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Tuesday, May 13, 2008

Exceeding a Vessel's Capacity

A ferry like the one pictured above capsized and sank yesterday in the Ghorautra River in Bangladesh killing at least 41. I doubt seriously anyone wonders why something like this happens so often in Bangladesh. The question is, if you were visiting a country like Bangladesh and you had to get from Point A to Point B, would you get on a ferry like this one?

I once got on a ferry in Mexico to Isla Mujeres. It was a wood ferry that nobody had ever taken a paint scraper to. They obviously just kept applying new paint over the old paint. Maybe the thinking was the layers of paint would hold the boat together.

Underway, you could feel a very substantial vibration coming from under the stern, as if the propeller should have had another blade on it -- or maybe the ferry was towing a giant wood chipper behind it that was trying to choke down a rotten log.

I got on a less than seaworthy boat in Jamaica once, and there was this vessel in Egypt . . . both had their bilge pumps running continuously.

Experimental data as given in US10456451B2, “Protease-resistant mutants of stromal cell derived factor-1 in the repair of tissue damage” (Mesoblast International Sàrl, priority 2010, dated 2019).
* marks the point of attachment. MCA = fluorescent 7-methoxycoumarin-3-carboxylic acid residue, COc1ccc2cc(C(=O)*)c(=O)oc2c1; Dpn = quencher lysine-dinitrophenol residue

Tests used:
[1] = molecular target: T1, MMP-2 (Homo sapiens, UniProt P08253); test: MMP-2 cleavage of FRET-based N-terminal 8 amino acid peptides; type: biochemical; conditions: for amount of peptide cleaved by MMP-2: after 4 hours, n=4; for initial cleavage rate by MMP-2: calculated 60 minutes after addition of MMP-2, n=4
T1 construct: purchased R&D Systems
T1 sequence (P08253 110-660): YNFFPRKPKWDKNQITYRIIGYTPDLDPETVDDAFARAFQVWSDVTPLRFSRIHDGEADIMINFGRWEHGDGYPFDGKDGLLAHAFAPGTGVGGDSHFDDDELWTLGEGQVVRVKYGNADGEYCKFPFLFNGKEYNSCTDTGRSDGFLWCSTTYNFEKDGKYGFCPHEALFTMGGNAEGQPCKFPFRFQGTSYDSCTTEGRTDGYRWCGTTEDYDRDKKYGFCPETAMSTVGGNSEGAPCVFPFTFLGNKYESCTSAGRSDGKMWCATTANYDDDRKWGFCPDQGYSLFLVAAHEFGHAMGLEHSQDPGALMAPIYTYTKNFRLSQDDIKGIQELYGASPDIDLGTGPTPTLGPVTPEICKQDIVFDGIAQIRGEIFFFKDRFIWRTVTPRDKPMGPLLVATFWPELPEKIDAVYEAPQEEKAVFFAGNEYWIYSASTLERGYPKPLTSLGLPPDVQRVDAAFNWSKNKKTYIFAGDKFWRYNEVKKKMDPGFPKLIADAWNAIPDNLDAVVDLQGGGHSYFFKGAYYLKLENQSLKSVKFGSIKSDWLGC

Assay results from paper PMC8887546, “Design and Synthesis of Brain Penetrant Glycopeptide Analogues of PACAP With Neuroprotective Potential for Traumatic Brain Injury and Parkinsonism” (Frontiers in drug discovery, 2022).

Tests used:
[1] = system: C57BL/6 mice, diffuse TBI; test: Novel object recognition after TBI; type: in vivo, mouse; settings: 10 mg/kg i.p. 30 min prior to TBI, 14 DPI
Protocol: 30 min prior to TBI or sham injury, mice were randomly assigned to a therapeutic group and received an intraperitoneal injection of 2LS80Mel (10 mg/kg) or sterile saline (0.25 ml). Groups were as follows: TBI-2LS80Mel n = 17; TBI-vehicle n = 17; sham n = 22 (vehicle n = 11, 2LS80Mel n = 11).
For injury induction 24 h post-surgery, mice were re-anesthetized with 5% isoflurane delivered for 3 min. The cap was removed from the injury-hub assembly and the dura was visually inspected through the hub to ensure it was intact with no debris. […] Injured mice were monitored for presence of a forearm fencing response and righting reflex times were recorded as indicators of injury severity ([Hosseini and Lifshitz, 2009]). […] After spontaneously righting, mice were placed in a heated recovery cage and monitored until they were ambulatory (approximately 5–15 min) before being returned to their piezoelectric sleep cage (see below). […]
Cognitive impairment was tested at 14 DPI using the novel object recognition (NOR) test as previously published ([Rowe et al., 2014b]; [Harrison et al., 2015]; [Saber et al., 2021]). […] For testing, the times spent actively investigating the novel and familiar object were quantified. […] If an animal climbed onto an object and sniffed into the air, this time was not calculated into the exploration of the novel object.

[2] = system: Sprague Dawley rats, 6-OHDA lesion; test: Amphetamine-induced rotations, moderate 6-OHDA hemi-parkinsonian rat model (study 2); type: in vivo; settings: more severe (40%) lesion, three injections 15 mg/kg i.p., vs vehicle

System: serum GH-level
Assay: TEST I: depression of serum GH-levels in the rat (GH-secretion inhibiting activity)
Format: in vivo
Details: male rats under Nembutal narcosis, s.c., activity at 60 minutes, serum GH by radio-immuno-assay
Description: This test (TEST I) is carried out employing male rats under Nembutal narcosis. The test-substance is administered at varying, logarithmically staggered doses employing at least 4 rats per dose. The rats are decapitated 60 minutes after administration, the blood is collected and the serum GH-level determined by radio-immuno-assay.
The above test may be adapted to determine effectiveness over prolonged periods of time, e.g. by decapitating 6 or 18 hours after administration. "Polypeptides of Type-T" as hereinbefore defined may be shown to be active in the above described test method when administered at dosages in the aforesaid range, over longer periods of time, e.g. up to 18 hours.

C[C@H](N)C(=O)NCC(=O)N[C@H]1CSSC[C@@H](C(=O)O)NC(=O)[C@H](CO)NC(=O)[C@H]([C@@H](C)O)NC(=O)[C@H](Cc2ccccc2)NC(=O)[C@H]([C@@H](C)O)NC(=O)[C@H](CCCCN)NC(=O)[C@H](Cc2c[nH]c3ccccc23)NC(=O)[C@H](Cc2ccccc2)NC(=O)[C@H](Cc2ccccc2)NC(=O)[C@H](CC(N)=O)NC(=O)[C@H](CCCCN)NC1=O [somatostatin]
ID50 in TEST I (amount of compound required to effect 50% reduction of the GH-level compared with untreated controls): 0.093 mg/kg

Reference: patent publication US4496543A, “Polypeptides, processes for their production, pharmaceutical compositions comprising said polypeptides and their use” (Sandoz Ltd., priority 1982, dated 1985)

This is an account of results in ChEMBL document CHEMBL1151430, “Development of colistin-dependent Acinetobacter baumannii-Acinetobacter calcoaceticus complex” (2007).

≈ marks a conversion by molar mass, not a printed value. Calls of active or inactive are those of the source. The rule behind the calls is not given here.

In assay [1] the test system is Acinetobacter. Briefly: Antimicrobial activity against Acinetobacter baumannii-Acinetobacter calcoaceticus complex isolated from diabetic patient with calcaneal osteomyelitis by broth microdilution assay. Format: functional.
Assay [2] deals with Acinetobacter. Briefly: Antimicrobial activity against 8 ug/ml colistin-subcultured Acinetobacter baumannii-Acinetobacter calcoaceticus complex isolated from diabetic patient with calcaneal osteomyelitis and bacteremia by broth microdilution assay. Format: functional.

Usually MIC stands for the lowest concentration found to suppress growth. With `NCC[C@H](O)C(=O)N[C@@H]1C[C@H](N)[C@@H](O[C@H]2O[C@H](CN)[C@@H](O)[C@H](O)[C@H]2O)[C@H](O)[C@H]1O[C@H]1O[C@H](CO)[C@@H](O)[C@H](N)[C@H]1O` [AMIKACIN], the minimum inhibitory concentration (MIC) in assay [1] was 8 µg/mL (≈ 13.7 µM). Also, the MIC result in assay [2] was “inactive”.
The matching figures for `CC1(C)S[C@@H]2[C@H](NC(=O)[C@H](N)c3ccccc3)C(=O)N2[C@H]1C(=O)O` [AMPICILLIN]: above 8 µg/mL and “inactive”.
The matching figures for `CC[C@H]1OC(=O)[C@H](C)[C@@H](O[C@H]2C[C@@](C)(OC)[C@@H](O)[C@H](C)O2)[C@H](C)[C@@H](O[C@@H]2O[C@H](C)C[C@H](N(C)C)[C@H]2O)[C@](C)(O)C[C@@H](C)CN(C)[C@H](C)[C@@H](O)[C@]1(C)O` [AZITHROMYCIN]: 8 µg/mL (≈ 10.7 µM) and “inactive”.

I've been on some less than airworthy aircraft, too. But that's another post for another blog.

I obviously survived my indiscretions but I'd like to think I now have more sense. It's not like we can carry our own life rafts aboard these things. And even if we could, we'd have to fight everyone else aboard for the right to use them.

Rotten life jackets, rusty fire extinguishers, outdated licenses and certificates, and overcrowding, are obvious giveaways the ferry you're boarding is not up to the job. Less obvious are the little things: Bad dents in the hull and rails, foul smelling or excessive smoke from the exhaust, rusting or rotten plating, inexperienced or drunken crew members. For the most part, you can tell which boat you want to get on by looking at it tied to the dock. Of course, that doesn't tell you much about the crew's capability.

Meanwhile, given the above, in some countries, if you absolutely must get from Point A to Point B, you don't have much choice but to step aboard a substandard vessel.


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